As I sat there in our VW waiting for my bandmates, my back to the stage, I started finding myself focusing on the audio portion of the concert. I started noticing how beautiful this singer's voice was. And how she was singing with the same unabashed rawness that she dedicated to her appearance. Then I started noticing the sparse guitar lines expertly weaving around those pitch-perfect vocals, through the clock-like drum patterns, entering the spotlight briefly but never stealing the show from that unearthly angel voice. Then a brief pause between songs, then a quiet, "this is for Aaliyah," before an acapella intro into a cover of "Are You That Somebody?", one of my top-10 favorite songs of all time. I feel embarrassed admitting this, but there I was, alone in the van, choking back tears while the frontwoman nailed that first chorus, "Sometimes I'm goody-goody, right now I'm naughty-naughty!" As soon as she flawlessly rapped Timbaland's part, complete with whispered "baby girl's" and "uh huh's," I was completely wrecked. I got out of the van with Brent and Jonas and we rushed back to the stage in time to see them close with the clincher single, "Standing in the Way of Control." I felt like a giddy teenage music fan again, long before all this ridiculous "I'm in a band" bravado started. Thank you, The Gossip. Portland is lucky to have you, whether we all realize it or not.
Backtracking here, the London show was remarkably better than the Swedish show. For starters, it wasn't a festival, meaning we had more than 45 minutes to load in, sound check, and play our set. The people at the Barfly were amazing, too. We've heard a lot of stories about American bands being greeted by less-than-enthusiastic English crowds, but these awesome folks disproved all of the rumors. None of our music has ever been officially released anywhere in Europe. Yet, there were still people shouting out requests for obscure b-sides including "The Sista Social Theme Song" (?), all with thick British accents. It was very flattering.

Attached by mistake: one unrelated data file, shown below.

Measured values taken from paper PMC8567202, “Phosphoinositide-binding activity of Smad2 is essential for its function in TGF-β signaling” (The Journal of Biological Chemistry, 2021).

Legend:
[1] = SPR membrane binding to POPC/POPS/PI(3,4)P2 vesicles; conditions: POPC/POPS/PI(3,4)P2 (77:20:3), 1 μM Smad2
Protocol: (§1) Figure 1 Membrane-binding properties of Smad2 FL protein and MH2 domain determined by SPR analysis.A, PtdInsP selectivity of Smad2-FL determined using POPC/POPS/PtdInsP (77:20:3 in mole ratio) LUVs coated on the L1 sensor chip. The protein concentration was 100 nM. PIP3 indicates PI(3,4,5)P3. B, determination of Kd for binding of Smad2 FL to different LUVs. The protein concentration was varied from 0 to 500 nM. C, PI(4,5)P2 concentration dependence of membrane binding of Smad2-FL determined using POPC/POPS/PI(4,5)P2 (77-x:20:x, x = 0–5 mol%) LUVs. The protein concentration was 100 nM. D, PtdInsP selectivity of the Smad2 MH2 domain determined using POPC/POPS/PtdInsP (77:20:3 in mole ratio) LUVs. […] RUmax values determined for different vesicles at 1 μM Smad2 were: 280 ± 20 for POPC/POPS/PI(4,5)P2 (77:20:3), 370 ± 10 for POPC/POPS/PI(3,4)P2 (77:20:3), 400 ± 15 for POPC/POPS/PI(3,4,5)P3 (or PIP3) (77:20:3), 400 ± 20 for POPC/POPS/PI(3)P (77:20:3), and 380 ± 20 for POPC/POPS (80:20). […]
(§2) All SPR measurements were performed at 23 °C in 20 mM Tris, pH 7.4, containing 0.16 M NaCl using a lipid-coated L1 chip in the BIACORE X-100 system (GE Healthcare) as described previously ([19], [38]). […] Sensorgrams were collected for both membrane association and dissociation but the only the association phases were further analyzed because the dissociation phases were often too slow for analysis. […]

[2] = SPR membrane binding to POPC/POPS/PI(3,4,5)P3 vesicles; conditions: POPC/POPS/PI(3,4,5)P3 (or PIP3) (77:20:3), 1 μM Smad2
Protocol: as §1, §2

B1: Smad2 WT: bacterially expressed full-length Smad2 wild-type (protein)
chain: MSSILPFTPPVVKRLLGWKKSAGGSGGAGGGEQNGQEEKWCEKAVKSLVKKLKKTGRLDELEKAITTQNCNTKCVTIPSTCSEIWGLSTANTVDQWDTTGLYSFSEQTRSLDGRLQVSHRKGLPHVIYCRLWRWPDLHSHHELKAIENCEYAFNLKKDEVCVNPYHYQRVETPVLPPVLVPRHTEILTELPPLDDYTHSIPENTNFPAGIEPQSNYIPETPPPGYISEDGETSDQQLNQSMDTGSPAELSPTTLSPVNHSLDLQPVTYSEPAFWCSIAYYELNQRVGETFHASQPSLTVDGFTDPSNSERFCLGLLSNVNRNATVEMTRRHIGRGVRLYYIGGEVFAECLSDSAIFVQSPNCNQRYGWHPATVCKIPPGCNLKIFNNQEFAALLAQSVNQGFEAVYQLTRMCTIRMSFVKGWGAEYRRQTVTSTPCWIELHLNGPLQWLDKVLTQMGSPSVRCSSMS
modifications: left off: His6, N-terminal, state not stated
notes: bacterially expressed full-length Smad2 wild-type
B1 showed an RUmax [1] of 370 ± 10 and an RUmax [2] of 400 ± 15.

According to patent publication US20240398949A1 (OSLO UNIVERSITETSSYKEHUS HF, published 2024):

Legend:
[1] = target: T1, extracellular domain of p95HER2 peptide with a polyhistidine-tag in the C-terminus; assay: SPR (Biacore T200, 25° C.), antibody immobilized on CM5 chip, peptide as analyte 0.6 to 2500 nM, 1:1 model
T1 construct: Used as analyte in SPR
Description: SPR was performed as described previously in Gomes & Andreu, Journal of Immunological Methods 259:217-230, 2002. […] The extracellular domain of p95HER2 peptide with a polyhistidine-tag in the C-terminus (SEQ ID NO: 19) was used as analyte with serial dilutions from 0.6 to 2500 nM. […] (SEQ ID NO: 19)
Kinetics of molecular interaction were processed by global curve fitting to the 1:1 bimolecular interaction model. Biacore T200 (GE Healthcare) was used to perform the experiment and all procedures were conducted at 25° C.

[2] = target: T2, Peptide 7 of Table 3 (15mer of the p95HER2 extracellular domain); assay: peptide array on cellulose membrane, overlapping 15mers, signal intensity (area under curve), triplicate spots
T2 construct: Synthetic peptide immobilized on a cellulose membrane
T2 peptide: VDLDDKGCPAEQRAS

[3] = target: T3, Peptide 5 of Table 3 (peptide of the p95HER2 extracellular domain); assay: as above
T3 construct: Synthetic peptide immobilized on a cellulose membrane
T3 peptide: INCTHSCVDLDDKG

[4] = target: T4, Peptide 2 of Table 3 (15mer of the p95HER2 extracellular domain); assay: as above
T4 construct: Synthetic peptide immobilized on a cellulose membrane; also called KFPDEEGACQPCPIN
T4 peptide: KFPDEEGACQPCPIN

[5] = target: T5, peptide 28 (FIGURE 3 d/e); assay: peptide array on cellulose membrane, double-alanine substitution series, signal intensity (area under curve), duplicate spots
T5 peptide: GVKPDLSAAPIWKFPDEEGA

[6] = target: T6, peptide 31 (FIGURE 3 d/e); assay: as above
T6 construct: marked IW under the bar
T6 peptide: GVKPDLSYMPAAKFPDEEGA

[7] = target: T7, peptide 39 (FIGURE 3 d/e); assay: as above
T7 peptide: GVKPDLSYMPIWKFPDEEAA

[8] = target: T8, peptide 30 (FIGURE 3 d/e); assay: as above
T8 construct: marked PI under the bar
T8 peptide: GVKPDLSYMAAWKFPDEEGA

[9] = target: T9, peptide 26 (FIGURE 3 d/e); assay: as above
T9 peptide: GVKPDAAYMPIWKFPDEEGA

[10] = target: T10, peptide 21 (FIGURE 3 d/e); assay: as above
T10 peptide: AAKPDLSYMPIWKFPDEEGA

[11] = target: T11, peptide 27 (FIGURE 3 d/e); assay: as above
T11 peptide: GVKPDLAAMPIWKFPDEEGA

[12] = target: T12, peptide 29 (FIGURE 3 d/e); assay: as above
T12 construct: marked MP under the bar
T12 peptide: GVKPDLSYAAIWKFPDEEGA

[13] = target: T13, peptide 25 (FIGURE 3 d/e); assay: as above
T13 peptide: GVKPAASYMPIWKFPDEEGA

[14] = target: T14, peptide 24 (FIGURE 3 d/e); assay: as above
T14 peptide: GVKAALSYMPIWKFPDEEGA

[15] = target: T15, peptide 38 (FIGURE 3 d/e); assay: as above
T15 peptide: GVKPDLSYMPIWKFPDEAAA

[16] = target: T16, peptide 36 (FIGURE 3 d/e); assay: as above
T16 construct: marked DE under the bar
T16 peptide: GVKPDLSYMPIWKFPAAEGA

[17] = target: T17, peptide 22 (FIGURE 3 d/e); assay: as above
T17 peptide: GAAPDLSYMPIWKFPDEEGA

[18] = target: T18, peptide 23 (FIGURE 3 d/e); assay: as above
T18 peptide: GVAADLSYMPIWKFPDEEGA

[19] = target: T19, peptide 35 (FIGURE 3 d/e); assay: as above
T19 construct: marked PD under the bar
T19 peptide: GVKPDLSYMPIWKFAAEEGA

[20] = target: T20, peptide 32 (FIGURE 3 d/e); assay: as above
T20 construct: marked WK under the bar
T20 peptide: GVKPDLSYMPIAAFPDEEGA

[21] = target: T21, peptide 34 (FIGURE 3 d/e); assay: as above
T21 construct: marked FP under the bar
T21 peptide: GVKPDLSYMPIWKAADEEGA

Now it's Sunday night and we're in a hotel in Holland after a long string of driving days. Sweden was three days ago, and we've been driving and playing one show here since then. The "one show" was at a festival called Metropolis, and it was the worst yet on this tour. Again, I can't overstate how awful it feels to make a first impression in a foreign country by sucking butt onstage. I hate playing festivals, possibly more than I hate playing in-stores. At least with in-stores, there's a good chance that you're the only band that people (however few) are there to see, and you can take your time setting up onstage (however small) without feeling like you're holding up a gigantic audience that isn't really there to see you in the first place.
Well anyway, there we were in Rotterdam on a giant stage that was divided in half with the sides labeled either "Workers" or "Thinkers." We were on the "Workers" side. Both sides of the stage alternated directly after each other, so that the "Thinkers" were thinking about how to get all of their gear set up and soundchecked while the "Workers" were working at making the most destructive racket ever. I hadn't heard of any of the bands on the entire festival bill, which probably speaks more of my cultural ignorance than of the popularity of the bands (or maybe not). It was our turn to start our set immediately after a loud rock band called The Mighty Roars finished Thinking.
Did I already mention how much I hate festivals? Well, add "playing rented drum sets" to that hate list as well. I'm not even going to bother with going through every detail of what made our set awful. It's over, and I'm just happy to be sitting here in this comfy bed. We went out to a cannabis bar (legally! wow!) and I watched Brent, Justin, Jonas, and Sascha duke it out over a foosball table. The little white ball looked like it was flying at me in 3-D, and the spinning plastic men left neon trails behind their little spinning feet. Overhead, the smiling face of Bob Marley watched over us all from a tattered poster. I ate a Snickers, then four mini bags of Doritos. Man, that was awesome.